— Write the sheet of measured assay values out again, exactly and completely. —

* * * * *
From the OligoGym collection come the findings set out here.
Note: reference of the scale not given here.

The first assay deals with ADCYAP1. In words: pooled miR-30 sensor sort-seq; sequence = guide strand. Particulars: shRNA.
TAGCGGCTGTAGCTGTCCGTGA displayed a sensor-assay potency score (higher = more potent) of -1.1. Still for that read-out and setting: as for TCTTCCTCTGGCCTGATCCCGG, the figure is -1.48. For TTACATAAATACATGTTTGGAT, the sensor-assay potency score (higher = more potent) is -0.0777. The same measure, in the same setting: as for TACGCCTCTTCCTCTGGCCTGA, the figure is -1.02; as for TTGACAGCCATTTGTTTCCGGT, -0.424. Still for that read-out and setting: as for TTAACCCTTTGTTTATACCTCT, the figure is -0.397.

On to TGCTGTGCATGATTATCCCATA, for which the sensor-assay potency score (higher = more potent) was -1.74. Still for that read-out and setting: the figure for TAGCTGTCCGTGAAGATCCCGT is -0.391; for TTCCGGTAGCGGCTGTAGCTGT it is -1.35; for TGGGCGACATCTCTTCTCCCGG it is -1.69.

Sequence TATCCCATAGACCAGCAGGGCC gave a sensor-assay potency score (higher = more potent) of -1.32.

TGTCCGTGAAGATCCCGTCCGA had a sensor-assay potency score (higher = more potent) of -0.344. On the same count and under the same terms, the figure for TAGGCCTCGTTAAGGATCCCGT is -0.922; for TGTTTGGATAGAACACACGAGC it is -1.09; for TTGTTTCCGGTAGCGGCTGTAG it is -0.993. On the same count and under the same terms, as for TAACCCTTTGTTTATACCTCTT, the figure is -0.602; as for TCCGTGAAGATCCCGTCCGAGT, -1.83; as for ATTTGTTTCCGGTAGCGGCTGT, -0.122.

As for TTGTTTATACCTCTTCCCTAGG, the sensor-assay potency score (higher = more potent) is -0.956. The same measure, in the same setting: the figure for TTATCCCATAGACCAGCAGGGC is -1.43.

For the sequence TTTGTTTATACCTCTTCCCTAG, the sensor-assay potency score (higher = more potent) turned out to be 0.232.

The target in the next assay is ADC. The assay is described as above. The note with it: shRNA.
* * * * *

From the OligoGym collection come the findings set out here.
Note: reference of the scale not given here.

The first assay deals with ADCYAP1. In words: pooled miR-30 sensor sort-seq; sequence = guide strand. Particulars: shRNA.
TAGCGGCTGTAGCTGTCCGTGA displayed a sensor-assay potency score (higher = more potent) of -1.1. Still for that read-out and setting: as for TCTTCCTCTGGCCTGATCCCGG, the figure is -1.48. For TTACATAAATACATGTTTGGAT, the sensor-assay potency score (higher = more potent) is -0.0777. The same measure, in the same setting: as for TACGCCTCTTCCTCTGGCCTGA, the figure is -1.02; as for TTGACAGCCATTTGTTTCCGGT, -0.424. Still for that read-out and setting: as for TTAACCCTTTGTTTATACCTCT, the figure is -0.397.

On to TGCTGTGCATGATTATCCCATA, for which the sensor-assay potency score (higher = more potent) was -1.74. Still for that read-out and setting: the figure for TAGCTGTCCGTGAAGATCCCGT is -0.391; for TTCCGGTAGCGGCTGTAGCTGT it is -1.35; for TGGGCGACATCTCTTCTCCCGG it is -1.69.

Sequence TATCCCATAGACCAGCAGGGCC gave a sensor-assay potency score (higher = more potent) of -1.32.

TGTCCGTGAAGATCCCGTCCGA had a sensor-assay potency score (higher = more potent) of -0.344. On the same count and under the same terms, the figure for TAGGCCTCGTTAAGGATCCCGT is -0.922; for TGTTTGGATAGAACACACGAGC it is -1.09; for TTGTTTCCGGTAGCGGCTGTAG it is -0.993. On the same count and under the same terms, as for TAACCCTTTGTTTATACCTCTT, the figure is -0.602; as for TCCGTGAAGATCCCGTCCGAGT, -1.83; as for ATTTGTTTCCGGTAGCGGCTGT, -0.122.

As for TTGTTTATACCTCTTCCCTAGG, the sensor-assay potency score (higher = more potent) is -0.956. The same measure, in the same setting: the figure for TTATCCCATAGACCAGCAGGGC is -1.43.

For the sequence TTTGTTTATACCTCTTCCCTAG, the sensor-assay potency score (higher = more potent) turned out to be 0.232.

The target in the next assay is ADC. The assay is described as above. The note with it: shRNA.